Strategies for promoting emotional wellbeing in women

While we are moving towards being more progressive as a society, there remains a gender imbalance in terms of the mental load.

Women often have to juggle multiple roles in their personal and professional lives, facing unprecedented emotional demands. And if they’re mothers too, this imbalance can become even more pronounced. 

The weight of societal expectations, gender norms, and personal challenges can significantly impact their mental health. Addressing these issues requires a comprehensive approach, tailored to the complex realities that many women face. 

If you’re a woman who is finding things are getting to be too much, it’s worth taking the time and introducing strategies that help your emotional and mental wellbeing. Here are some ideas to inspire you. 

Cultivate self-care practices

You might find it hard to set aside time for yourself. The school run, busy workday and other everyday pressures often dissuade many women from prioritising their self-care. This can lead to stress, anxiety and low moods

Emphasising your need for self-care is crucial as it gives you better coping mechanisms and emotional strength. And this is essential for handling the daily challenges you face.

Self-care is not taking a shower, however. But having an indulgent bath with your favourite playlist as the soundtrack or spending an hour on your own with your favourite book can give you time to reset. It might be that you invest in your skincare routine or start to take supplements such as hair vitamins designed for women. This focus on you and your needs is key to self-care. 

Some other self-care activities that you might want to try include: 

  • Mindfulness meditation: Engaging in meditation helps reduce stress and improve mental clarity.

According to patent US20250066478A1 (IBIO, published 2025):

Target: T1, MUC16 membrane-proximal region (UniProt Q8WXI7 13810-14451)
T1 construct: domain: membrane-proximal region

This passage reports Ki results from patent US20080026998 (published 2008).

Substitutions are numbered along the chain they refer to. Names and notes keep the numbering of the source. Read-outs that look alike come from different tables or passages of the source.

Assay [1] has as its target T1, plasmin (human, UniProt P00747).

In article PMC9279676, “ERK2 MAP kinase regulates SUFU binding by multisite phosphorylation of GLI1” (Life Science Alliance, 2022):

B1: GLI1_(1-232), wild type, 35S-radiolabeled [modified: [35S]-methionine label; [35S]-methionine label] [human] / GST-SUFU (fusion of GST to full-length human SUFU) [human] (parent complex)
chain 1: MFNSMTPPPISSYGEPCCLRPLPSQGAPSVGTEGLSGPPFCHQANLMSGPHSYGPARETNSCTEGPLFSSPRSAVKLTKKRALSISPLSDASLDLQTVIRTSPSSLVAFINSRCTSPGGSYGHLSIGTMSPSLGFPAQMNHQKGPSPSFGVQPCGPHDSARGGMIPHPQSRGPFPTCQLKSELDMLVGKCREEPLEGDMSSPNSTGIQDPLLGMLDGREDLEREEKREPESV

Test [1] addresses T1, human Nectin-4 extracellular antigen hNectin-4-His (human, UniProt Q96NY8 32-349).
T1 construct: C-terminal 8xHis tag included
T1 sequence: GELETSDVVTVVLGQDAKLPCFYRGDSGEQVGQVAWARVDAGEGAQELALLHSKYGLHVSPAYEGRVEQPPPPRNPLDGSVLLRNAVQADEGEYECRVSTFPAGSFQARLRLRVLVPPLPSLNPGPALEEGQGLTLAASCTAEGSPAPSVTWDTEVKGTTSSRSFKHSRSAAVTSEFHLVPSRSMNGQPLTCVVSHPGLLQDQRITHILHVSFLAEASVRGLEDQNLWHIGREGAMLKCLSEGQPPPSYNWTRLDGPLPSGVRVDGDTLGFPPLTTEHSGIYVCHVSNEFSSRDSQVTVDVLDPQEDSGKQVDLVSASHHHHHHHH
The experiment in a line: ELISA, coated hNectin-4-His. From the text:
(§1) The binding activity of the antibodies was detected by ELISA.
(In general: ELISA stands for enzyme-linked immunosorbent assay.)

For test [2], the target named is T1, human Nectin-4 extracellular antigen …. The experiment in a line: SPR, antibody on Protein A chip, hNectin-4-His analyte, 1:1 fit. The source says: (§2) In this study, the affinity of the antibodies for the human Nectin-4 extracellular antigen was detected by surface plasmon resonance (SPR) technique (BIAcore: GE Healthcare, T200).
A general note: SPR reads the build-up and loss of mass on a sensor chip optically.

• Journaling: This can be a therapeutic practice that allows you to process emotions and reflect on your experiences.
  • Physical exercise: According to NHS guidance, regular physical activity can lift your mood and reduce symptoms of depression and anxiety.
  • Engage in hobbies: Pursuing hobbies and interests offers a sense of joy and accomplishment, contributing to better emotional health.

Build strong support networks

Strong relationships with family and friends can give you the emotional support you need. You might find that these connections offer comfort and help you to navigate any personal or professional challenges you’re facing. 

Participating in groups that focus on women’s experiences, such as motherhood, career pressures, or caregiving, can also be particularly beneficial. 

How to find the balance 

If it would help, request flexible working. Would remote working ease your daily tasks? Do you need flexible hours so you can share the school run with your partner? 

Also, try delegating, both at work and at home. If you’re finding it difficult to achieve everything on your to-do list, something has to give. Try sharing out work that you usually take on. 

Managing stress and anxiety

Look out for early signs of stress, such as irritability, sleep disturbances, and fatigue. Should you feel things are slipping for you mentally, introduce stress-relief methods like deep breathing exercises, progressive muscle relaxation, and trying creative activities that help you reach a calmer state of mind.

Do you feel like things have progressed further? If you need to speak to a professional about your wellbeing and mental health, have a chat with your GP a  first port of call. They can recommend options such as cognitive-behavioural therapy (CBT), talk therapy, and group therapy. 

There are also mental health charities such as Mind that provide support. You aren’t alone and it’s totally okay that you’re feeling overwhelmed. There’s help out there.